This week on the blog, we want to welcome the newest addition to the ranks of our Music Traveler ambassadors. Soyoung Yoon joins Graham Gouldman, Yuja Wang, Billy Joel, Ommas Keith, and many more fantastic musicians who are our representatives.
Since she swept first prize at the renowned Henryk Wieniawski Competition in 2011, violinist Soyoung Yoon has performed with orchestras across the globe. She began piano lessons at age four, but wasn’t happy playing the instrument. At age five, she switched to the violin, and quickly garnered attention in her native Korea. Yoon won the Seoul Symphony Competition and the Republic of Korea Youth Music Competition. After attending a high school for the arts in Korea, the violinist moved to the Hochschule für Musik in Cologne, and then to Zurich for her masters under Professor Zakhar Bron.
Thirty four year-old Yoon has played as a soloist with the Belgian National Orchestra, Euskadiko Orchestra Spain, Zurich Chamber Orchestra, Moscow Virtuosi Orchestra, and more. In addition to the Wieniawski Competition prize, Yoon took home awards at other major competitions, including the International Violin Competition of Indianapolis (silver medalist), Yehudi Menuhin (1st prize) and Cologne International Music Competition (1st prize) -- notably, the youngest violinist ever to win the top prize at Cologne. In interviews, Yoon has referred to the violin as “the most difficult instrument in the world.”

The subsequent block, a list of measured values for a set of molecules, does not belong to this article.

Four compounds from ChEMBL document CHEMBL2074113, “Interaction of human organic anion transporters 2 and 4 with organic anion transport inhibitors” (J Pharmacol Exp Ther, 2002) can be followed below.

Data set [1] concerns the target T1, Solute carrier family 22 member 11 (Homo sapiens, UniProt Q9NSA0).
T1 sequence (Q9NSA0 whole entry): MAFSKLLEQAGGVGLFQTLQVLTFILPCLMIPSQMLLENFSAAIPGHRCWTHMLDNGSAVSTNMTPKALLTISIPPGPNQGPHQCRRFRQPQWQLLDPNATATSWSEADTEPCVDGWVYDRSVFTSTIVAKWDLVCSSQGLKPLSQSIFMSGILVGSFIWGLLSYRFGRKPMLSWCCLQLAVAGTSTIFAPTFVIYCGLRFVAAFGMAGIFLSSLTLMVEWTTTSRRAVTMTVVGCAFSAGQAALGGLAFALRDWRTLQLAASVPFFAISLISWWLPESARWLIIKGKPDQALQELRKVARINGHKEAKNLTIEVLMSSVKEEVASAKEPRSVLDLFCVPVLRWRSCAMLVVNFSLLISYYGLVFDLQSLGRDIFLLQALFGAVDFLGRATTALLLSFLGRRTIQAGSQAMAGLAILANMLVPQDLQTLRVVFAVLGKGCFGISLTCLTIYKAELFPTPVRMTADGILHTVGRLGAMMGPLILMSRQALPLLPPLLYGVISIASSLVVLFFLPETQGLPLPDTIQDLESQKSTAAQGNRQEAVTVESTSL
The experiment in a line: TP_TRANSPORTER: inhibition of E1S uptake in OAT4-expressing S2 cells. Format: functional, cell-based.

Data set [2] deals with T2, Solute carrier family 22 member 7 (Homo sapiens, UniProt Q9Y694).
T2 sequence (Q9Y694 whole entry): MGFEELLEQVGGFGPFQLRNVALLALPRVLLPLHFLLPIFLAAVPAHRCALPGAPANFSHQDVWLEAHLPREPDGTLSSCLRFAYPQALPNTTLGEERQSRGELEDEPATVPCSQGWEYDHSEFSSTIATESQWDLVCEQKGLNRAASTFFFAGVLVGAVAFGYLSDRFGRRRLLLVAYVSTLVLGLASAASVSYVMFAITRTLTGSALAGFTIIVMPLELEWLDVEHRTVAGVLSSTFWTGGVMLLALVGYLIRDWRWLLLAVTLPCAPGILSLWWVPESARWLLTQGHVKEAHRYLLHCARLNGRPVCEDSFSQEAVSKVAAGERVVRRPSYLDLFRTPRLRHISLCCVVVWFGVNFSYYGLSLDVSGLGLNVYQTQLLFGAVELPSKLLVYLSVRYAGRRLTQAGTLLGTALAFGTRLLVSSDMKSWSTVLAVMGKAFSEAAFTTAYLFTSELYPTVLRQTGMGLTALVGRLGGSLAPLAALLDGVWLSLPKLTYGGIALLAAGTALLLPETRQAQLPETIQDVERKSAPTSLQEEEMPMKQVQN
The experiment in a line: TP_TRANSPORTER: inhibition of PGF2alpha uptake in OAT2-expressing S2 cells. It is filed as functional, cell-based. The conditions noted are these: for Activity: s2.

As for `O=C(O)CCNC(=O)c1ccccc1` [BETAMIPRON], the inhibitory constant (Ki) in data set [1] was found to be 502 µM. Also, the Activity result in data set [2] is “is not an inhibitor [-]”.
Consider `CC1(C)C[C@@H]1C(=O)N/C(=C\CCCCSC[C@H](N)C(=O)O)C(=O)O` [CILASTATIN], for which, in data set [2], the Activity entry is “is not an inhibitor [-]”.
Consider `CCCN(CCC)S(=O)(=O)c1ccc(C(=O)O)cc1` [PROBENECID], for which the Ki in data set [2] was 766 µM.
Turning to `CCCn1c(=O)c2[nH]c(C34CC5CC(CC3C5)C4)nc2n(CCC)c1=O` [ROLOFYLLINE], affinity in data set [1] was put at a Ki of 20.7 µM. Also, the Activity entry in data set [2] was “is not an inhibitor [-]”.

Even though she is an international prize winner, Yoon still maintains a certain relatability. “Practicing is horrible, one of the worst things for me. Being on the stage, that’s a beautiful thing for me. I hate practicing,” she said in an interview with the Tel Aviv Museum of Art in 2016.
Her CD album, released in 2012, includes Sibelius and Tchaikovsky’s respective violin concerti. I’ve listened to a number of renditions of Sibelius’s stunning violin concerto (more on favorite pieces of music here), I was still blown away by Yoon’s phenomenal balance in the concerto between tenderness and aggression. To play that piece well, you have to prove to your audience that you feel both poles simultaneously, and with equal conviction.
And if she weren’t playing the violin? “I’d love to be a surgeon. It’s too late!” she laughed.
Written by Melia Wong
Contact her at firstname.lastname@example.org